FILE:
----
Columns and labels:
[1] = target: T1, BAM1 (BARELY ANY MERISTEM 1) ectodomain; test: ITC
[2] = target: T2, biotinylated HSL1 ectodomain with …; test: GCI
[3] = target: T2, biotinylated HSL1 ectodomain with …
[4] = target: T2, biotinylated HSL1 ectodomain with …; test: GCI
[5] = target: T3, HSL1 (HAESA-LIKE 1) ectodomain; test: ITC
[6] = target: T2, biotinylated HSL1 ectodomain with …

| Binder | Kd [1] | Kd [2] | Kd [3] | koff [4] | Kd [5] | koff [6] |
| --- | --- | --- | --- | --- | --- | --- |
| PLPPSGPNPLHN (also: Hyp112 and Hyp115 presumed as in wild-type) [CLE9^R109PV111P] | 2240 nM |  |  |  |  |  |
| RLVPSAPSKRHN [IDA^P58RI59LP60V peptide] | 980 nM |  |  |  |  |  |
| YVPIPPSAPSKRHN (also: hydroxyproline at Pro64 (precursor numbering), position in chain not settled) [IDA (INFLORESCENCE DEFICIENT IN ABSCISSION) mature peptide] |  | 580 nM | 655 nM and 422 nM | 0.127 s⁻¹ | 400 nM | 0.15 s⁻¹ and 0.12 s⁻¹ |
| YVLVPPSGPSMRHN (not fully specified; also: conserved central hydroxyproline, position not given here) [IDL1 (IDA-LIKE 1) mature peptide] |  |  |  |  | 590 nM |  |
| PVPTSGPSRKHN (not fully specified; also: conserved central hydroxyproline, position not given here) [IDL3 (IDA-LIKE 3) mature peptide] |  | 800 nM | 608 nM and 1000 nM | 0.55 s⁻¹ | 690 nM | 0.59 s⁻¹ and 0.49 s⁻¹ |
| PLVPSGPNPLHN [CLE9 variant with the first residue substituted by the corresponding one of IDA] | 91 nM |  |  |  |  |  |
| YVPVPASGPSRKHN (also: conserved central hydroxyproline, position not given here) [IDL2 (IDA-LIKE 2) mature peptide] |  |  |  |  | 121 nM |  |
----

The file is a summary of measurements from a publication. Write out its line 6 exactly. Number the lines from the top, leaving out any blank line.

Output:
[5] = target: T3, HSL1 (HAESA-LIKE 1) ectodomain; test: ITC